Britain’s top anti-terror policeman has accused the media of publishing leaks that have endangered intelligence officers lives and threatened community relations. He referred in particular to the mass raids across Birmingham earlier this year. On the morning of the raids virtually all the media appeared to have been briefed that the suspects had allegedly been part of a plot to kidnap and behead an Islamic member of the Armed Services. A grisly allegation guaranteed to put the raid at the top of the bulletins. A private POLIS seminar with journalists and policing officials had considered this kind of incident and various “sources” had been fingered including the police, Government and the Intelligence services themselves. It raises vital issues about press conduct and community relations at a time of heightened public security fears but
what exactly is Mr Clarke going to do about it? Is he implying that Cabinet Office or Number 10 leaked the allegations? That is a major allegation akin to the dodgy dossier scandal in the build-up to the Iraq War. Is he implying that some police officers leaked the facts, perhaps hoping to “prove” to local people that this was a serious raid, not a fishing expedition? Or was it Intelligence Officers showing off their prowess at uncovering a spectacular plot?
As our POLIS event showed, there is a fundamental problem with reporting terror incidents. The Police carry out the raids. They do talk on the record to the media on occasion. The Police watchdog, the IPCC investigates allegations when the raids go wrong. They also will eventually talk on the record to the media when their investigations are completed. Even Government is accountable on the record at some point to the media. All those have briefed against each other to journalists off the record in the past, so they are hardly innocent of mishandling media relations. But the people who provide the intelligence upon which these policing actions are invariably based are the Intelligence Services. And despite the greater openess on the part of MI5, including lectures by its recent former bosses Eliza Manningham-Butler and Stella Rimington, it does not speak on the record to the media. The CIA and FBI both have press offices and the regularly hold press conferences and release press notices and reports. But this is the message on the MI5 website when you look for a media contact:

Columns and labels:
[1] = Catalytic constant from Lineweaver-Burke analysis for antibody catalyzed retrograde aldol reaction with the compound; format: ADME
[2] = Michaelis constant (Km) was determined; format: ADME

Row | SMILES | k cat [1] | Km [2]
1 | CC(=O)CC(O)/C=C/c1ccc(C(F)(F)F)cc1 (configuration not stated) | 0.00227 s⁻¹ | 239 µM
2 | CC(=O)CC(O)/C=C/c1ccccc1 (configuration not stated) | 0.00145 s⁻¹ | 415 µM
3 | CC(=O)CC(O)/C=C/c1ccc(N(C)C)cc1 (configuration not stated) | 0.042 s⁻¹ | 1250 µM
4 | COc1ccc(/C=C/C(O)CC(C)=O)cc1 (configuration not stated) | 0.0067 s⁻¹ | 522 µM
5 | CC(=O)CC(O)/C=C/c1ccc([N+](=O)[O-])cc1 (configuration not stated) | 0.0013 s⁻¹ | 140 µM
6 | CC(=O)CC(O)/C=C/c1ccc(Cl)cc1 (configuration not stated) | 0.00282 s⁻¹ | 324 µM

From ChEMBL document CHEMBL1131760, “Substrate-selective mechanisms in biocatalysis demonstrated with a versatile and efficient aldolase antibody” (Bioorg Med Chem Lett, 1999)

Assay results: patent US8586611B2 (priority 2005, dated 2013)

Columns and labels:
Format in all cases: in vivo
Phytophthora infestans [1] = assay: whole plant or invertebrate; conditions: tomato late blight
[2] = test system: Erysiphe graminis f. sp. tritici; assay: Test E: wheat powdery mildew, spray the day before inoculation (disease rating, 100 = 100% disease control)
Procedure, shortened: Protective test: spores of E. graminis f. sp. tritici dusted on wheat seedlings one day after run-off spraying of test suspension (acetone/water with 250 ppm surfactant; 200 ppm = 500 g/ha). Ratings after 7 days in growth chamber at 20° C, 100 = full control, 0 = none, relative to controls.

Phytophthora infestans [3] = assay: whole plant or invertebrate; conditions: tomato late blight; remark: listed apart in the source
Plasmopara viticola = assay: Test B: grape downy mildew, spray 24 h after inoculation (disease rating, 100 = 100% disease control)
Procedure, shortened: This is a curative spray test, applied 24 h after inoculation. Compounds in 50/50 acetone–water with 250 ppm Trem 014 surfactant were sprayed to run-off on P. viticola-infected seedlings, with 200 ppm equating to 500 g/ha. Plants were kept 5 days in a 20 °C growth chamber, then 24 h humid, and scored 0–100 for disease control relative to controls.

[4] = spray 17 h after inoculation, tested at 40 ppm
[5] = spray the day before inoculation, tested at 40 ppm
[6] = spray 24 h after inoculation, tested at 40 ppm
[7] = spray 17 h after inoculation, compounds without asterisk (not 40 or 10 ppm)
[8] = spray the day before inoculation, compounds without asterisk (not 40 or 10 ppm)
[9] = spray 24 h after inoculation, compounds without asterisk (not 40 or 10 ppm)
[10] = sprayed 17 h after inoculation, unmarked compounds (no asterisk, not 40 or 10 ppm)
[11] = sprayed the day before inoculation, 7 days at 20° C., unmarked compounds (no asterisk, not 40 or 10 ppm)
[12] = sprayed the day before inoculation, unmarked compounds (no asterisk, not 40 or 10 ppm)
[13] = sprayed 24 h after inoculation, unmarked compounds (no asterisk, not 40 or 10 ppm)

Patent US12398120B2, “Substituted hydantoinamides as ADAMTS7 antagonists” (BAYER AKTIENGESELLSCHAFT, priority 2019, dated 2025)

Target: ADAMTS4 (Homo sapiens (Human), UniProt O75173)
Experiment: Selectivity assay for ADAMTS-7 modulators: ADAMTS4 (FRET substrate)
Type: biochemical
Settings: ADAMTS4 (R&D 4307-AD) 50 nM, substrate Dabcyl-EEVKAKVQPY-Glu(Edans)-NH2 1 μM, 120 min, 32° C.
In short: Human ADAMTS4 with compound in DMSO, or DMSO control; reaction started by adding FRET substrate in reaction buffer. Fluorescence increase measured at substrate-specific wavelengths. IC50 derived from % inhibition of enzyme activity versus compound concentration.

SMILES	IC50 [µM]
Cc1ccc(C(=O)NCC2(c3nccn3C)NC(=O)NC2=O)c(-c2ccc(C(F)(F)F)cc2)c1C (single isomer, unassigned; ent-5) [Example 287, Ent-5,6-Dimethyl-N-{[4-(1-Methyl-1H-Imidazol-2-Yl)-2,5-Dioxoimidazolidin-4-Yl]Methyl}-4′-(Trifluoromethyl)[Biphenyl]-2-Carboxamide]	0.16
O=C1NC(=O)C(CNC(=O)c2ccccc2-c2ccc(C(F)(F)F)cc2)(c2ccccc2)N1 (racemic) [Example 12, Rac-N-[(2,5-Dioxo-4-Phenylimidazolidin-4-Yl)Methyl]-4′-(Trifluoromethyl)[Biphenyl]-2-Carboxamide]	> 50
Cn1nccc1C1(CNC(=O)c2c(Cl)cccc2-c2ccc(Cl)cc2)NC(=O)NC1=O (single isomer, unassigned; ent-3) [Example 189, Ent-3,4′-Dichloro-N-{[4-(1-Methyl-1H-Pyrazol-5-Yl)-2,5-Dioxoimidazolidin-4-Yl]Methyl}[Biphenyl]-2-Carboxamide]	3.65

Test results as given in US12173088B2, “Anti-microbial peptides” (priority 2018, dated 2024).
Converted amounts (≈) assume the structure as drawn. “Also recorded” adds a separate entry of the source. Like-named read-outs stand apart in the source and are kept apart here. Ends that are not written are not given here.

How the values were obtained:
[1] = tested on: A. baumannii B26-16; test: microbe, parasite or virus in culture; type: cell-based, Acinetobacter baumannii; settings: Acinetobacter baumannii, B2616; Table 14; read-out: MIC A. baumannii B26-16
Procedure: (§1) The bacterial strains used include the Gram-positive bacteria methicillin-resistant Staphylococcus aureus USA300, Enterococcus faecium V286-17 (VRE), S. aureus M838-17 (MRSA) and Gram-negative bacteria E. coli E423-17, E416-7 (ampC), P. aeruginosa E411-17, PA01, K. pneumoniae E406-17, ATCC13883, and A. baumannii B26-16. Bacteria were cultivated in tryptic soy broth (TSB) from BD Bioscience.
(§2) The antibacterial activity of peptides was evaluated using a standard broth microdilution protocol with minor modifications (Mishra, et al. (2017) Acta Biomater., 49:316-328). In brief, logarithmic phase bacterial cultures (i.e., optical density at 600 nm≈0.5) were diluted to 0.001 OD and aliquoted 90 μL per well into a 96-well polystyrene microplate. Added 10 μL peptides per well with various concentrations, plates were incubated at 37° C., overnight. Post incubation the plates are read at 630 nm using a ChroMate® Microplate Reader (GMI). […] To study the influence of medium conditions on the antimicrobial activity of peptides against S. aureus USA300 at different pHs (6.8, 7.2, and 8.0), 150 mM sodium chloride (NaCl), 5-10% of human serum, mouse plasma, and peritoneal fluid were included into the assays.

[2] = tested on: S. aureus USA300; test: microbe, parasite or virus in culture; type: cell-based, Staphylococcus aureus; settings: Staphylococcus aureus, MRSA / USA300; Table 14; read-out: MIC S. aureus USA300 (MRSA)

“Please note that we do not have a Press Office. Journalists should contact the Home Office Press Office if they have an enquiry about the Service.”
Is it time for new MI5 boss Jonathan Evans to at least give the appearance of openess to try to stem the tide of leak, fabrication and suggestion?